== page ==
August 1, 2007 | Vol 2, Num 30
W&D Weekly, Delivering the Fenestration Industry to Your Desktop

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Click here to read the June/July issue of Window & Door magazine...

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Pro Pegasus DS mitre semi-automatic saw from The Saw Company

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"HAVE YOUR PERSONAL COMMERCIAL READY"

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The Latest...

DOE to Toughen Energy Star Window Rating
The Department of Energy has plans to revise its criteria for Energy Star windows, now that 53 percent of new products in the residential market tout the label, said Richard Karney, DOE Energy Star program manager... read more

Norandex Acquired by CertainTeed Parent
Cie. de Saint-Gobain, the French parent of CertainTeed Corp., has acquired Owens-Corning Corp.’s siding business, which inlcudes the Norandex/Reynolds building products distribution business, for $371 million... read more

NuAir Partners with Pro-Build
Florida manufacturer NuAir has handed the reins for all of its new construction installation over to Pro-Build, a building materials supplier, in a strategic partnership that aims to offer building professionals consistency in both products and installation. Pro-Build will tout NuAir as its preferred manufacturer in Florida... read more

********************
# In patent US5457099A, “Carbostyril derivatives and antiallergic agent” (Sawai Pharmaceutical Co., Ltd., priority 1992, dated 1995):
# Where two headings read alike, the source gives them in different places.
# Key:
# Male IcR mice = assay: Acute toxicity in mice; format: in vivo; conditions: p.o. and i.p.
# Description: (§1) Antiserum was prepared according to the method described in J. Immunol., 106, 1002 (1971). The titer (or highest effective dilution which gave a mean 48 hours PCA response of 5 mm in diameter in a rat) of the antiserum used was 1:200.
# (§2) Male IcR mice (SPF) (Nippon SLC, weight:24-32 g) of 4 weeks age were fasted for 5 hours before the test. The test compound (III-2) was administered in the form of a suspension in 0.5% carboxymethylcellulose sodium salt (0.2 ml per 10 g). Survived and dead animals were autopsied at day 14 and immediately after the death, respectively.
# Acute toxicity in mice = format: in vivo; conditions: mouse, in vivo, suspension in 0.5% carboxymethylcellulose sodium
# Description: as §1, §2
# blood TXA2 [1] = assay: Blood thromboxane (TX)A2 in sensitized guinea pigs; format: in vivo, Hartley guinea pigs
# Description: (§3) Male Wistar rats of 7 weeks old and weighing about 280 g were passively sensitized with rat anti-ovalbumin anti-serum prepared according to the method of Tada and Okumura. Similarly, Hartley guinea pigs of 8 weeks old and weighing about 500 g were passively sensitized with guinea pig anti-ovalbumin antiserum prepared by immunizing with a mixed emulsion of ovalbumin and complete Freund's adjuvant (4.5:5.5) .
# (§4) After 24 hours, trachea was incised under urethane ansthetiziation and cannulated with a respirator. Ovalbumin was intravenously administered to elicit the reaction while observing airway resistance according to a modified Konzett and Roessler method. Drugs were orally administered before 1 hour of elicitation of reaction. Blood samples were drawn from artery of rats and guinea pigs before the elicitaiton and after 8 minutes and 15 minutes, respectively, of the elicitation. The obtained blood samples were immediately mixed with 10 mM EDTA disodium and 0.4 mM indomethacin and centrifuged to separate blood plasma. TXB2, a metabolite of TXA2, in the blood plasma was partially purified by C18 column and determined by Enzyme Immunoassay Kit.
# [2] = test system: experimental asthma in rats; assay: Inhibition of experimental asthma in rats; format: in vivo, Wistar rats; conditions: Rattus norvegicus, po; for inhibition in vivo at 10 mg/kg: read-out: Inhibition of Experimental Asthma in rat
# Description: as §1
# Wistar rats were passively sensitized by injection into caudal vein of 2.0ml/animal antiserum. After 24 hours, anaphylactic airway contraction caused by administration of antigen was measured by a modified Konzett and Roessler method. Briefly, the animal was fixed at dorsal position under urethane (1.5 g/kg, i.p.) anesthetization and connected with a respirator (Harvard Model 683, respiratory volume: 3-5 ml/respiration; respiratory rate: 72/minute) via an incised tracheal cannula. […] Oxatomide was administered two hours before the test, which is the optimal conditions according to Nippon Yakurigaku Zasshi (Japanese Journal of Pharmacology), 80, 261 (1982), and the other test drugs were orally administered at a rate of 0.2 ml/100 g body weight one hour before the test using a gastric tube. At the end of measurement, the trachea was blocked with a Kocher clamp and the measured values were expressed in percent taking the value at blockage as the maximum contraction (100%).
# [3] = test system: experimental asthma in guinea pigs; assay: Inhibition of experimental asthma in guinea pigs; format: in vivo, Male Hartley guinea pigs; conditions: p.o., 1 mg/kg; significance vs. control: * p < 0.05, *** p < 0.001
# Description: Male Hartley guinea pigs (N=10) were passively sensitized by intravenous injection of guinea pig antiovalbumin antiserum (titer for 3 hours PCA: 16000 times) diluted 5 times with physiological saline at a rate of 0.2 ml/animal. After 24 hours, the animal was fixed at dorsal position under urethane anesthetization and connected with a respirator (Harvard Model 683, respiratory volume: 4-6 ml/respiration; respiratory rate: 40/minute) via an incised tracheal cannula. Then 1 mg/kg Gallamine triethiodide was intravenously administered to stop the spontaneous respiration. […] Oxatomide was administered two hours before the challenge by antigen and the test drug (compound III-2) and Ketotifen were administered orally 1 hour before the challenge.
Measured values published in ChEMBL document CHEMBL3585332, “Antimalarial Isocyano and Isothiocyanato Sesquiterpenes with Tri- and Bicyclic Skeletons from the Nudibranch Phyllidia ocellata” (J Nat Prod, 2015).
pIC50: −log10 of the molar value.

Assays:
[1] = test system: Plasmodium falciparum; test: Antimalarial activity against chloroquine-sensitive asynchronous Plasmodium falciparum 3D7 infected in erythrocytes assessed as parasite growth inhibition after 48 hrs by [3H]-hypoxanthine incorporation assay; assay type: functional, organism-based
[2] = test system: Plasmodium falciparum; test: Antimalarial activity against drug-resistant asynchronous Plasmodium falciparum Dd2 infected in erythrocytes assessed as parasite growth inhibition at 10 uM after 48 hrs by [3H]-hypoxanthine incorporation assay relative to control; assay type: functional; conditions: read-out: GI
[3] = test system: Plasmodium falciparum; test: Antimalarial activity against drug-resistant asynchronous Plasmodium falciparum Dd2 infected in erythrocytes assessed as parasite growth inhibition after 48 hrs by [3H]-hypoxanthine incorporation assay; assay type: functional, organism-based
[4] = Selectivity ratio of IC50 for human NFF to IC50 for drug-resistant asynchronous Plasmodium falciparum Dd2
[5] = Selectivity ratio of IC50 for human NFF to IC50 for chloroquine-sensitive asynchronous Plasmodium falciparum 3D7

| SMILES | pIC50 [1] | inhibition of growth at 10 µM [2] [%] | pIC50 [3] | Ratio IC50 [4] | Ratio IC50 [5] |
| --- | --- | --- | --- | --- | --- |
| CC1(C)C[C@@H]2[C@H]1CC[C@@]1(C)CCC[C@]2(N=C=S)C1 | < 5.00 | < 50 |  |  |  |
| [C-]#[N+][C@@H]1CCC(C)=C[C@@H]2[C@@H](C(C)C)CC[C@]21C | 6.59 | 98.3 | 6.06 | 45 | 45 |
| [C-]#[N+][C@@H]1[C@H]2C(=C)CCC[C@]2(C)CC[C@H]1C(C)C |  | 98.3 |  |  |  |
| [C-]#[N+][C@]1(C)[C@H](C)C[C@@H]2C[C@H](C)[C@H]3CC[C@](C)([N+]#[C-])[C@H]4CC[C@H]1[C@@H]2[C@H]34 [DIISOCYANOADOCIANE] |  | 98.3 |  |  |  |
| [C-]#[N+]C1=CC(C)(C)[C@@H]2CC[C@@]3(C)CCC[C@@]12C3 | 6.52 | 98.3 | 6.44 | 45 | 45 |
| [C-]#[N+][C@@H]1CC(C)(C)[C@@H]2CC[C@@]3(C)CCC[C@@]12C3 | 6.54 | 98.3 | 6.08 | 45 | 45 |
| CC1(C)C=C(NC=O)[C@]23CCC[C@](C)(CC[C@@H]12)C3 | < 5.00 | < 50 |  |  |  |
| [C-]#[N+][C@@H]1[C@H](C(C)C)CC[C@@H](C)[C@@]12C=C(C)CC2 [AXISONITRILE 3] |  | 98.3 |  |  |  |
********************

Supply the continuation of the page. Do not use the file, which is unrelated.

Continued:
The Outside View...

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The Talk...

e-Poll
Is it time to make Energy Star requirements more stringent?
Yes, it's time to raise the bar.
Maybe, but it depends upon new levels.
No—market acceptance is no reason for change.


If poll form doesn't work in your email, Click Here.

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John Swanson,
editor/associate publisher of Window & Door

This week, we report on Department of Energy plans to raise the bar for windows to qualify for Energy Star. Energy Star standards are designed to “push the envelope” of energy efficiency, so to speak, so if it’s true that more than half the windows sold in this country are Energy Star qualified, the label clearly doesn’t serve that purpose.

As we all know, there are many issues that factor into the energy efficiency equation for windows, however. Increasing the SHGC of a product to meet a higher standard is possible, but it might turn out that such a product saves less energy because of the window’s orientation in the home. I would also caution that if raising Energy Star standards push prices up too high, it could influence buyers to opt for cheaper, lower-performance products.

So what do you think? Is it time to make requirements to qualify for Energy Star more stringent? I’m sure there are many, many reasons you folks can think of for raising the bar on Energy Star requirements, or keeping them where they are, and I’d love to hear your thoughts on the issue. Vote in our poll, and
email me to let me know what you think.

RESULTS AND COMMENTS FROM LAST WEEK'S POLL—"Where is the biggest bottleneck in your process?": Well, the numbers aren’t exactly overwhelming, but welding/cleaning operations rank number one.
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